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Looking at some of the details of the 2018 Americas Rugby Championship reveals how and why the USA Eagles were able to win all five matches and reclaim the trophy.
Here are some of the most noteworthy details:
- The Eagles both scored the most tries in the tournament and conceded the fewest.
- The Eagles were the highest scoring team, overall, in the last 20 minutes of matches.
- The Eagles had the best lineout both in terms of winning the lineout, and in turning lineout possession into tries.
Here are the final standings for the tournament.
The nine tries in their final match, against Uruguay, meant that the Eagles came within one of matching last year’s 29 try total.
The final standings match up according to tries scored for the top four teams, but not for the bottom two teams: Brazil and Chile. Despite losing to Brazil, Chile did score two tries to Brazil’s one. Chile’s struggles in the tournament were more in defense than attack.
The six tries from scrum possession and three tries from quick taps is a reflection of how Argentina XV played overall. Beyond the dominant scrum platform, the Argentina XV played an open, up-tempo style.
The USA scored the most tries in the last quarter of matches: eight. This is a continuation of a trend that suggests either USA is fitter than the other ARC sides or deeper. Hopefully, it is a combination of both.
It is worth noting that while Uruguay scored six tries from turnovers, a fair indication of attacking skill, the side also conceded seven tries from turnovers.
As stated above, the Americans had the best lineout in the tournament both in terms of winning the lineout, and in turning lineout possession into tries. Additionally, the Eagles's defensive lineout was the most disruptive. They stole 23% of opposition lineouts.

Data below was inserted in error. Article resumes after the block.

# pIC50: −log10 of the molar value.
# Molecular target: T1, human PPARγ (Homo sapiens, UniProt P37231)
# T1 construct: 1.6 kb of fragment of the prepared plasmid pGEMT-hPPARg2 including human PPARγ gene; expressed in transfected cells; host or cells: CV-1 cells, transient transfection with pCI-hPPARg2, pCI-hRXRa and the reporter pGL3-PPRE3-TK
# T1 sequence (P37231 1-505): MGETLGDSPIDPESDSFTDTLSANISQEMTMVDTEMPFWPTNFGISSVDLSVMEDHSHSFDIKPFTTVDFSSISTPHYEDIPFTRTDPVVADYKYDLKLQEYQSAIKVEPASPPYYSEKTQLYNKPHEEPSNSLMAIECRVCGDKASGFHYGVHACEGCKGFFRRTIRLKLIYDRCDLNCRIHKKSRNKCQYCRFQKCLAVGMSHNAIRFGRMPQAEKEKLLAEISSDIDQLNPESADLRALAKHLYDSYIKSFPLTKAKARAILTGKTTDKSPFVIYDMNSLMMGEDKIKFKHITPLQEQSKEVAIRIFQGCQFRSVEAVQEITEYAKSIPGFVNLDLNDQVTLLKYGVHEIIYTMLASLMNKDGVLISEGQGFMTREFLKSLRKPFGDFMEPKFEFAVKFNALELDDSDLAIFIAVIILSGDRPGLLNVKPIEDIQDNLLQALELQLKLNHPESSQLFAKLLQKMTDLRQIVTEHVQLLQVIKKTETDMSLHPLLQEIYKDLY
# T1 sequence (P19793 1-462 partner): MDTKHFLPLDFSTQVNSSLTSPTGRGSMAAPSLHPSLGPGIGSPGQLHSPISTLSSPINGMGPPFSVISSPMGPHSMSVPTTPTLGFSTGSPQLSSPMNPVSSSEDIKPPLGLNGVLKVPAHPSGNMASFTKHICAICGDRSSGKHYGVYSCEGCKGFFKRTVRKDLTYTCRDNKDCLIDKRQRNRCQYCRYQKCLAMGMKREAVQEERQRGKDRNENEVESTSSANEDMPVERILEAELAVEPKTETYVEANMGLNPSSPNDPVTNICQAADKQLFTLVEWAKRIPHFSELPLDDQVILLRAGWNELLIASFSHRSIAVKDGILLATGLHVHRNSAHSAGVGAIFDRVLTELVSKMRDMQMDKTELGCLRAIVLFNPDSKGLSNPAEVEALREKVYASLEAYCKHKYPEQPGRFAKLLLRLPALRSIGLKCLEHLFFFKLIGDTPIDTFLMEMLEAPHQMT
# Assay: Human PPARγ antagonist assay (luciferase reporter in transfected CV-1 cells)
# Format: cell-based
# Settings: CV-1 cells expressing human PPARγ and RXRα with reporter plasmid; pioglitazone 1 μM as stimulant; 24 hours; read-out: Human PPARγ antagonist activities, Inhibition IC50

Throughout the tournament, there were 95 lineouts taken from the 22 or closer. The possessions that came from those 95 lineouts led directly to 26 tries. That means that the average return from those lineouts is 1.4 points, excluding conversions. The Eagle performed better than that, with 1.8 points returned per lineout.
The Americans had the most attacking lineouts withing 40 meters and were also most likely to score from an attacking lineout within 40 meters.
Taking all things into account, the worst scrum of the tournament was Chile’s, while Argentina XV’s scrum was comfortably the best.
Yes, Canada was able to win 95% of its own scrums, but also ended with a negative Plus/Minus over the five games. The scrum plus/minus is all penalties and tightheads won minus penalties conceded and scrum feeds lost. The best scrum provides the strongest attacking platform while also providing the most trouble on opposition feeds. That was Argentina XV.
One surprise was the relative inconsistency of the Uruguay scrum. While the success rate on attacking scrums was low for Uruguay, the side still finished firmly on the positive side of the Plus/Minus rating.
Penalties and Kicking
For the USA, the lineout was good; execution following penalties won in the attacking half was better. Through the five matches, the Eagles scored 2.58 points per penalty won in their attacking half--best in the tournament, but also high when compared to past USA performances. That 2.58 points per penalty is one measure indicating how well the Eagles turned pressure, in the form of winning penalties, into points
Canada was the side with the best discipline, conceding the fewest penalties overall, including in the opposition's attacking half.
The goalkicking remains at a relatively low standard. The kicking average, tournament-wide, was 71.4%. No individual kicker with more the five attempts stood out as all that impressive.
One of the things of note is how relatively few penalty goal attempts there are in the ARC. Part of this comes from lopsided score lines, which themselves are connected to less-than stout defenses. There were 50 penalty goals attempted. For comparison, there were 86 penalty goals attempted in the 2017 Six Nations, a tournament with exactly the same number of matches. Brazil, without trust in an ability to score tries, kicked the most penalty goal attempts: 13. Of the 63 points Brazil scored in the tournament, 27, 43%, came from penalty goals. That is the highest percentage in the tournament.
Only kickers with three or fewer attempts kicked at a rate better than 75%.
Below is an interactive map of the kicks from the 2018 ARC.